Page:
Q&A with Abhijeet Vijayakar, Founder of BrainNook
is a new online game that helps kids develop Math and English skills while exploring the Earth and playing safely with others. BrainNook is the first multi-platform social educational game that allows students to strengthen critical math and language skills in real time with their classmates. Most recently, BrainNook released Grade 2 Arithmetic app for iPad. The web-based version of BrainNook is used by 100,000 students in thousands of classrooms across the country.
Recently, BrainNook founder Abhijeet Vijayakar took the time to share with us some of her insights on education technology. Check out our Q&A below.
What is the biggest trend in education technology that we should be watching?
Disaggregation of edtech programs: rather than self-contained programs that have everything in a silo, teachers/students will split practice, assessment and reporting among different programs. Open APIs make it possible for programs to communicate over the Web. Platforms like Edmodo are bringing a critical mass of educators and students together onto a single site; apps help with practice and assessment, across multiple devices (Web and mobile); performance data is pushed back to the platform or into the school SIS.
BrainNook is pursuing this trend aggressively. We are integrated with the Edmodo platform, both pulling data out of the platform and pushing data back in. Going forward, we plan to integrate with additional platforms and be available across multiple devices.
What do you think are the biggest obstacles in adopting technology in the education space?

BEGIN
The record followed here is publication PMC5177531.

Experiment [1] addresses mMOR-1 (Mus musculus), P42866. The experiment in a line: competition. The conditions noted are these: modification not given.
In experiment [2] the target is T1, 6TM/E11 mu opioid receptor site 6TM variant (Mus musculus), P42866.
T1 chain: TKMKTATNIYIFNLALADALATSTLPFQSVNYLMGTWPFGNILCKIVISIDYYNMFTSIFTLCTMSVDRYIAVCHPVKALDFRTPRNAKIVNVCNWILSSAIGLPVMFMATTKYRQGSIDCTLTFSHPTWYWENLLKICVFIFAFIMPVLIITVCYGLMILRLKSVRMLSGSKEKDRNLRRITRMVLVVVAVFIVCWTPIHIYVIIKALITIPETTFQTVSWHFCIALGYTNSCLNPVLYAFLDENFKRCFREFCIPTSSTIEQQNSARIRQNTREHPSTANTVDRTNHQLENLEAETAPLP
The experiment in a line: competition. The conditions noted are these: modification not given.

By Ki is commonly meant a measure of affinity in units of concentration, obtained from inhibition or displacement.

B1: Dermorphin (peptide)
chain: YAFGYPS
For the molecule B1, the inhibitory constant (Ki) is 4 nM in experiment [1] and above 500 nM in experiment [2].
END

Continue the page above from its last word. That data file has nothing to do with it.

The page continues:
Selling to districts and schools is still a high-cost process that many startups can’t afford — so a lot of technology isn’t as widely available as it should be.
However, other changes have made it easier to get technology more widely adopted. Three major ways in which this is happening:
1. Adoption of the Common Core standards means that it’s possible to develop curriculum-based programs that target the majority of schools in the country rather than being restricted to a specific state’s standards. This unifies the market for edtech companies.
2. Educational social networks like Edmodo/Schoology, and social media tools like Twitter, make it possible to target teachers bottom-up rather than selling top-down to schools
3. The spread of cheaper mobile computing devices like tablets means that students don’t have to be at a computer to use a program — they can use it during a classroom period. Technology can be integrated much more organically and deeply into their everyday learning schedule — great for programs that want long-term, high-frequency (but possibly short-session) use.
Overall, we’re very optimistic about the emerging mechanisms for bottom-up distribution of educational technology.
Where do you see education technology going in the next 5 years?
Two major trends: connectedness and interoperability.
- Connectedness: Students will learn in an environment connected with their peers and teachers, as more edtech companies apply the lessons of social media products like Twitter/Facebook to helping students learn. Students can dip into and out of educational experiences on mobile devices in short bursts as wireless Internet access becomes ubiquitous even in K-12 classrooms. We focus on this type of connected gameplay experience in BrainNook.
- Interoperability: Related to the disaggregation trend. Edtech products on the Web will communicate with each other in increasingly sophisticated ways; data silos within each program will break down. Imagine a future where a teacher can purchase e-books for her class from an online store; information about the books she buys is exposed through an open API to a separate website, which then uses those books’ content to automatically generate comprehension quizzes or other assignments for students; performance data from these assignments is visible to the teacher when she logs in to a platform like Edmodo, or directly in the school SIS.
Thanks to Abhijeet for taking the time out to chat with us!